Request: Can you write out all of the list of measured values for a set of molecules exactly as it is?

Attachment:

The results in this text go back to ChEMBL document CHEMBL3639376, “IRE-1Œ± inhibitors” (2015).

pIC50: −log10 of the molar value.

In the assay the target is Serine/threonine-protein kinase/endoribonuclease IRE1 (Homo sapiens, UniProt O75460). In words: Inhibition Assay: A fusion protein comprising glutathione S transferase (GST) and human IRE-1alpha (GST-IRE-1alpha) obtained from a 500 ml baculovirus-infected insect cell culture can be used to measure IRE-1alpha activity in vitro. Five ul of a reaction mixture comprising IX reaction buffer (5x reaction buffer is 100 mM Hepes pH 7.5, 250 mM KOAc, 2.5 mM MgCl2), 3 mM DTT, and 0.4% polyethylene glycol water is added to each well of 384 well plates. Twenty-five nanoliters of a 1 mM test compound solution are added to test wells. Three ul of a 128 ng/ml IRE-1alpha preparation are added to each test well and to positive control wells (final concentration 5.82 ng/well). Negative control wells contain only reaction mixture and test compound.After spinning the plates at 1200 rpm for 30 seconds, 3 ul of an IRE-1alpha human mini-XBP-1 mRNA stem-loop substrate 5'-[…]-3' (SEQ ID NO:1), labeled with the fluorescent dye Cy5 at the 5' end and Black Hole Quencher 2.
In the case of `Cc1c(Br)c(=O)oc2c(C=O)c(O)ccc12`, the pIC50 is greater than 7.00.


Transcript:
The results in this text go back to ChEMBL document CHEMBL3639376, “IRE-1Œ± inhibitors” (2015).

pIC50: −log10 of the molar value.

In the assay the target is Serine/threonine-protein kinase/endoribonuclease IRE1 (Homo sapiens, UniProt O75460). In words: Inhibition Assay: A fusion protein comprising glutathione S transferase (GST) and human IRE-1alpha (GST-IRE-1alpha) obtained from a 500 ml baculovirus-infected insect cell culture can be used to measure IRE-1alpha activity in vitro. Five ul of a reaction mixture comprising IX reaction buffer (5x reaction buffer is 100 mM Hepes pH 7.5, 250 mM KOAc, 2.5 mM MgCl2), 3 mM DTT, and 0.4% polyethylene glycol water is added to each well of 384 well plates. Twenty-five nanoliters of a 1 mM test compound solution are added to test wells. Three ul of a 128 ng/ml IRE-1alpha preparation are added to each test well and to positive control wells (final concentration 5.82 ng/well). Negative control wells contain only reaction mixture and test compound.After spinning the plates at 1200 rpm for 30 seconds, 3 ul of an IRE-1alpha human mini-XBP-1 mRNA stem-loop substrate 5'-[…]-3' (SEQ ID NO:1), labeled with the fluorescent dye Cy5 at the 5' end and Black Hole Quencher 2.
In the case of `Cc1c(Br)c(=O)oc2c(C=O)c(O)ccc12`, the pIC50 is greater than 7.00.